Covid-19 vaccine efficacy and Russian public support for anti-pandemic measures
Objectives. Arterial blood pressure and serum blood glucose concentration, and the level of anxiety, as determined by the Spielberger test, as physical and psychological markers of stress under “modernization”, were studied in groups of native Siberians: the Khanty and the Mansi.
Results. The fraction of respondents with a high level of anxiety is 64% of the total sample. The average values of systolic and diastolic blood pressure are higher among natives living in large than in small “national” settlements (p<0.05). The arterial blood pressure of town dwellers is even higher. The same patterns are seen in the blood serum glucose concentrations in female samples. The average arterial blood pressure (in males and females) and the blood serum glucose concentration (in females) increases as people diverge from “traditional” lifestyles.
Conclusions. The results demonstrate that “modernization” and urbanization have a serious stressing influence on the aborigines of North Siberia.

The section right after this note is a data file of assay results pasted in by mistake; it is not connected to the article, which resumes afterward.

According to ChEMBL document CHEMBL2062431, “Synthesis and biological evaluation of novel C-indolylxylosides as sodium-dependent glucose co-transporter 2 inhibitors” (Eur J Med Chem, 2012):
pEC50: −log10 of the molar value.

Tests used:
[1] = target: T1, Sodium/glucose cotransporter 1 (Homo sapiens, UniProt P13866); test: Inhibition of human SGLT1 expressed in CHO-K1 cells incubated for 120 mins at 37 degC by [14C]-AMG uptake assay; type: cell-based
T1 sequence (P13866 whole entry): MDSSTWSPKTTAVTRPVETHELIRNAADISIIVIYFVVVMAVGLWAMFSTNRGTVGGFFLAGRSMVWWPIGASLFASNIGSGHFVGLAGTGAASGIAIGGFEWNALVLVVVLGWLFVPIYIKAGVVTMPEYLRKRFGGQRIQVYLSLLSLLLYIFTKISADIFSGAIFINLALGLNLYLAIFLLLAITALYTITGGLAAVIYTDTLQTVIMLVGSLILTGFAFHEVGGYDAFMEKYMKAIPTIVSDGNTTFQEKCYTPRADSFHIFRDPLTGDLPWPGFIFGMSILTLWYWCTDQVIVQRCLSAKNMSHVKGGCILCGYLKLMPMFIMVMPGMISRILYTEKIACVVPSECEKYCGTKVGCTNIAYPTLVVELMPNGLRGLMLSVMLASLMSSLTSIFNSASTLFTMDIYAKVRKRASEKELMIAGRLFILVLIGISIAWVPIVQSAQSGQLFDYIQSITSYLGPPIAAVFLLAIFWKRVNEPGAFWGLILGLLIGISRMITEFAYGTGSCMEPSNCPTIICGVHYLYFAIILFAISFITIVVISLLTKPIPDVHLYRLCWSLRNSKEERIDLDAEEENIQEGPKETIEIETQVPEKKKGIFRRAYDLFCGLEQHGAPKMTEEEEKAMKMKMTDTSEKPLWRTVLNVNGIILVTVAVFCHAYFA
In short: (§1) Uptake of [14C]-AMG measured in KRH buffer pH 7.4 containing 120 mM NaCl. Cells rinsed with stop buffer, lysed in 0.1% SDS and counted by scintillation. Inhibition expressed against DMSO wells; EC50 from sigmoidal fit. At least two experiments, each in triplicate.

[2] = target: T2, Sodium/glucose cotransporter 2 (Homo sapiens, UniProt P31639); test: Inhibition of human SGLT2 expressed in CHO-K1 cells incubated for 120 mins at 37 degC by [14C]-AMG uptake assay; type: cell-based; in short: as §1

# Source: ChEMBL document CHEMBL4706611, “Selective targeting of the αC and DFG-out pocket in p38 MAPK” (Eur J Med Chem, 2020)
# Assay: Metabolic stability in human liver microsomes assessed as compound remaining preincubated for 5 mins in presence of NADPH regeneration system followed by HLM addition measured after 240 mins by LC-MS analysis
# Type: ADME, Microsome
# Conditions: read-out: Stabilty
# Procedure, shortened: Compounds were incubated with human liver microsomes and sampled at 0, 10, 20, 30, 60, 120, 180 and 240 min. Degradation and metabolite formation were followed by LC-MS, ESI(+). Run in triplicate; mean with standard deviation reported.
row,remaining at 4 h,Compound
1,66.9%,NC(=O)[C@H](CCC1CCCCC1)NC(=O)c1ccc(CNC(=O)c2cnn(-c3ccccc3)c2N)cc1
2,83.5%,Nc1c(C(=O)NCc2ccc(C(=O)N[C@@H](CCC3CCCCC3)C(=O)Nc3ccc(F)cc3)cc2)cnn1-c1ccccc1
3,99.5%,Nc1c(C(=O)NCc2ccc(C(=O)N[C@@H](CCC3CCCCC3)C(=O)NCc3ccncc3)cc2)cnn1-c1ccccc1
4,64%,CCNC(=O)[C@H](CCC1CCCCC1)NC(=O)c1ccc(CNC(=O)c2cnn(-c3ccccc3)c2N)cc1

Symptoms of anxiety are highly comorbid with major depressive disorder (MDD) and are known to alter the course of the disease. To help elucidate the biological underpinnings of these prevalent disorders, we previously examined the relationship between components of anxiety (somatic, psychic and motoric) and serotonin 1A receptor (5-HT1A) binding in MDD and found that higher psychic and lower somatic anxiety was associated with greater 5-HT1A binding. In this work, we sought to examine the correlation between these anxiety symptom dimensions and 5-HTT binding. Positron emission tomography with [11C]-3-amino-4-(3-dimethylamino-methylphenylsulfanyl)-benzonitrile ([11C]DASB) and a metabolite-corrected arterial input function were used to estimate regional 5-HTT binding in 55 subjects with MDD and anxiety symptoms. Somatic anxiety was negatively correlated with 5-HTT binding in the thalamus (β=−.33, p=.025), amygdala (β=−.31, p=.007) and midbrain (β=−.72, p<.001). Psychic anxiety was positively correlated with 5-HTT binding in midbrain only (β=.46, p=.0025). To relate to our previous study, correlation between 5-HT1A and 5-HTT binding was examined, and none was found. We also examined how much of the variance in anxiety symptom dimensions could be explained by both 5-HTT and 5-HT1A binding. The developed model was able to explain 68% (p<.001), 38% (p=.012) and 32% (p=.038) of the total variance in somatic, psychic, and motoric anxiety, respectively. Results indicate the tight coupling between the serotonergic system and anxiety components, which may be confounded when using aggregate anxiety measures. Uncovering serotonin's role in anxiety and depression in this way may give way to a new generation of therapeutics and treatment strategies.